The Slatest

Justice Kagan Fears Supreme Court Could Lose Legitimacy Without a Swing Justice

Sonia Sotomayor and Elena Kagan, associate justices of the Supreme Court, speak during Princeton University's "She Roars: Celebrating Women at Princeton" conference in Princeton, New Jersey on October 5, 2018.
Sonia Sotomayor and Elena Kagan, associate justices of the Supreme Court, speak during Princeton University’s “She Roars: Celebrating Women at Princeton” conference in Princeton, New Jersey on October 5, 2018.
REUTERS/Dominick Reuter

Supreme Court Justice Elena Kagan expressed concern that the Supreme Court will no longer have a justice who will be seen as the unpredictable swing vote on important cases and that could hurt how the public sees the court. Speaking at a Princeton University conference, Kagan and Justice Sonia Sotomayor both avoided directly commenting on the confirmation fight over Brett Kavanaugh. But Kagan did talk about the justice Kavanaugh would replace, saying that the departure of Justice Anthony Kennedy leaves the nation’s highest court without a figure who has been key to the workings of the institution over the past decades.

“It’s been an extremely important thing for the court that in the last 40 years, starting with Justice [Sandra Day] O’Connor and continuing with Justice Kennedy, there has been a person who found the center, where people couldn’t predict in that sort of way,” Kagan said.
“That’s enabled the court to look so it was not all by one side or another and it was indeed impartial and neutral and fair.”

Kagan added that “going forward” it isn’t clear whether “that sort of middle position—it’s not so clear whether we’ll have it.” Kagan went on to note that the lack of that “middle position” is something everyone needs to be aware of, particularly to “realize how precious the court’s legitimacy is.” Kagan went on to suggest that if the court will only be seen as a partisan actor then it will lose an important role it plays in society at large. “It’s an incredibly important thing for the court to guard is this reputation of being impartial, being neutral and not being simply extension of a terribly polarizing process,” Kagan said. “This is a really divided time, and part of the court’s strength and part of the court’s legitimacy depends on people not seeing the court in the way that people see the rest of the governing structures of this country.”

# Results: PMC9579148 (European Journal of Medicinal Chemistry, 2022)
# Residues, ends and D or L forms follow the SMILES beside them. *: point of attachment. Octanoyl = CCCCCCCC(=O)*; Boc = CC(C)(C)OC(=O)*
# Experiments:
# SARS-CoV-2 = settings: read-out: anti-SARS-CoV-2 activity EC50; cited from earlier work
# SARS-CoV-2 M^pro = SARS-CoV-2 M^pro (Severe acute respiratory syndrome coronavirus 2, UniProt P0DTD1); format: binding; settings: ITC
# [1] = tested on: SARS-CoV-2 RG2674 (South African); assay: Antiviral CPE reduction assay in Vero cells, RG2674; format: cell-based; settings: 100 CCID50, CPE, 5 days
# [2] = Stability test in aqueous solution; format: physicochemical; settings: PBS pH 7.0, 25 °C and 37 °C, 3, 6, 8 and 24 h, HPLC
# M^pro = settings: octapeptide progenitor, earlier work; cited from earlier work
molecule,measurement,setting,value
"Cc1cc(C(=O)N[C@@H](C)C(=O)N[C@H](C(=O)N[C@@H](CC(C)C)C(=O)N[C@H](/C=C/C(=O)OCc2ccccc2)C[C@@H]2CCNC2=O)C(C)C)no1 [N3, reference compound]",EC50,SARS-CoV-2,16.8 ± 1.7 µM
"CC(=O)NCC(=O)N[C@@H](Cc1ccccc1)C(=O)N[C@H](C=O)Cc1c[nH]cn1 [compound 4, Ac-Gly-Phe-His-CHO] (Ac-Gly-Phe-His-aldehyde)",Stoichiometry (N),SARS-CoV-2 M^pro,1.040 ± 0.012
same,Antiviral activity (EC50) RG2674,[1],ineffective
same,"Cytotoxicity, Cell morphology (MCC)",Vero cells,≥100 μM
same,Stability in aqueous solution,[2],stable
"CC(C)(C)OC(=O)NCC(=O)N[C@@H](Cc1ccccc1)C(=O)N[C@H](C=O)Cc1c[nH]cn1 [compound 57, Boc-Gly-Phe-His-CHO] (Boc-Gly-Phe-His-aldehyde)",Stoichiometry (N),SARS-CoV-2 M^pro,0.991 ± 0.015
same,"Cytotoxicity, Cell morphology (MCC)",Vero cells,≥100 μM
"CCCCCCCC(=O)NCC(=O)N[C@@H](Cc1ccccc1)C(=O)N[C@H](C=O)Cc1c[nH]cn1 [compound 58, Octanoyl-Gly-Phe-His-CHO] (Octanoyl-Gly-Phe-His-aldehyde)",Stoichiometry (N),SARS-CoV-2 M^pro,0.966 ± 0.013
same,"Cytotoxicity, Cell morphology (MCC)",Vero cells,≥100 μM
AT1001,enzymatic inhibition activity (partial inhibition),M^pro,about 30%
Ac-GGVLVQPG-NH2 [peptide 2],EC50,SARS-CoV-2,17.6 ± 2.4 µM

Sotomayor said she “agreed wholly” with her fellow justice and made a clear effort to distance herself from the partisan fight over Kavanaugh’s nomination. “We have to rise above partisanship in our personal relationships,” Sotomayor said. “We have to treat each other with respect and dignity and with a sense of amicability that the rest of the world doesn’t often share.”